CSCT Researchers Make Plastic From Christmas Trees

Jan. 17, 2017
University of Bath scientists develop a renewable plastic from pinene found in pine needles.

Christmas may be over but it seems the venerable Christmas tree might still have something more to offer. According to an article from the U.K.-based University of Bath, scientists from the school’s Centre for Sustainable Chemical Technologies (CSCT) have developed a renewable plastic from pinene, the fragrant chemical that gives Christmas trees their distinctive smell. The chemical is a waste product from the paper industry.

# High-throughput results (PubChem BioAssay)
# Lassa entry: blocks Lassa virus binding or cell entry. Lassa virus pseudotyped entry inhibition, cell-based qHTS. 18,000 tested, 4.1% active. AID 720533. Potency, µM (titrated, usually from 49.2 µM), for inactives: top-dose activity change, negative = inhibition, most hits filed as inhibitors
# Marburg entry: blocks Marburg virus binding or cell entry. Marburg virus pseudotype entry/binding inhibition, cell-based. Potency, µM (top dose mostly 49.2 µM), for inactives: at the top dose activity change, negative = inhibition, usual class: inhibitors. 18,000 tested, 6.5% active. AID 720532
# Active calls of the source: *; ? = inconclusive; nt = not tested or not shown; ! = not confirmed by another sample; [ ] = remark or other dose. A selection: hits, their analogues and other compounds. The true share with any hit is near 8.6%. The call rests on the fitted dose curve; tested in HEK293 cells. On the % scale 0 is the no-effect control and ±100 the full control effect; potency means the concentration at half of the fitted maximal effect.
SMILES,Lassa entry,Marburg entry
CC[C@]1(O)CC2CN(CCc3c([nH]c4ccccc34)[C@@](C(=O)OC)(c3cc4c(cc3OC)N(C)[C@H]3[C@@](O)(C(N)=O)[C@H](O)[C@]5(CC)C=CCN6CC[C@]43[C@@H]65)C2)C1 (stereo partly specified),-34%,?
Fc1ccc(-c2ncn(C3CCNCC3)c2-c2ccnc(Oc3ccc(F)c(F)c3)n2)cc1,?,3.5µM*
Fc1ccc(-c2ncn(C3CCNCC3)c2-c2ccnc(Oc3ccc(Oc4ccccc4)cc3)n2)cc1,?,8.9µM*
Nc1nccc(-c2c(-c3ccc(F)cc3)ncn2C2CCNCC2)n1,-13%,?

Scientists reportedly used pinene as the raw material to make a new type of plastic, replacing Caprolactone, a polymer made from crude oil that isn’t completely renewable. The project, funded by the Engineering and Physical Sciences Research Council (EPSRC), is also looking into other terpenes, such as limonene from citrus fruit, as a substitute for petrochemicals to make products ranging from plastics to pharmaceuticals, according to the university.

Read the entire article here.

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